 Carefully and succinctly define the problem
 Define the RFP process: Format, Protocol, Submission
  Requirements, etc.
 Determine key dates both in the RFP process and project
 Determine evaluation criteria, check for internal
  company/department requirements
 Get help (inside or outside) if needed
 If you can’t define the problem and are too vague,
  responding companies will have too little to go on, cause
  wide ranges of solutions and cost estimates. Perhaps
  consider changing the scope to only include analysis.

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      Writing RFPs:                  Sample RFP Outline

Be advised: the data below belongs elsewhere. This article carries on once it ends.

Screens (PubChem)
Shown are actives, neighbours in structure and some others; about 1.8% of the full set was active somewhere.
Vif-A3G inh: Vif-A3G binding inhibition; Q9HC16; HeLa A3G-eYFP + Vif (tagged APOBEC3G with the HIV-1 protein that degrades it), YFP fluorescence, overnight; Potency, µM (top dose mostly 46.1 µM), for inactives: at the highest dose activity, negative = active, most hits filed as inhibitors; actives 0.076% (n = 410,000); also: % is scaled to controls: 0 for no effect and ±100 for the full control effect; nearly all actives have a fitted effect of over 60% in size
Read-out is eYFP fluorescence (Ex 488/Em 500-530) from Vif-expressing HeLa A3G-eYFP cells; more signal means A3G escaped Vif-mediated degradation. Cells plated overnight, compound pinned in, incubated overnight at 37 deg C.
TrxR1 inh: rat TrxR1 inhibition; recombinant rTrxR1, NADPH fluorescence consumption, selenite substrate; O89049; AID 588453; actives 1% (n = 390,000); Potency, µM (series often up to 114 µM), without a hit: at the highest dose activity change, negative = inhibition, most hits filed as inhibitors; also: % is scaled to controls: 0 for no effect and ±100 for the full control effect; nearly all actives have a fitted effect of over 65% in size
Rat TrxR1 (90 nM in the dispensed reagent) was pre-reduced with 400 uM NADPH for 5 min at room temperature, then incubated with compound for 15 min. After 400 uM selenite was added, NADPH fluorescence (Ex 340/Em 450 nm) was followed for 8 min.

Administrative Section               Management Section
  Ground rules                         Project management plan
     Bidder’s conference               Delivery and acceptance
     Relevant dates                    Maintenance, Training, Documentation
  Proposal/submission format           Vendor qualifications and references
     Mandates a proposal outline     Price Section
     and pricing outline               Cost of building the application
  Evaluation Criteria                  Vendor software, third-party software
     Mandatory requirements            System hardware required
     Optional requirements             Project Management
Technical Section                      Installation
  Description of current situation     Maintenance, Training, Documentation
     Current technical environment   Appendices – Technical /Contract Info
     Current limitations               Current technical infrastructure
  Provide specific background          Corporate standards
     information                       Sample contract
  Provide specific examples            Non-disclosure agreements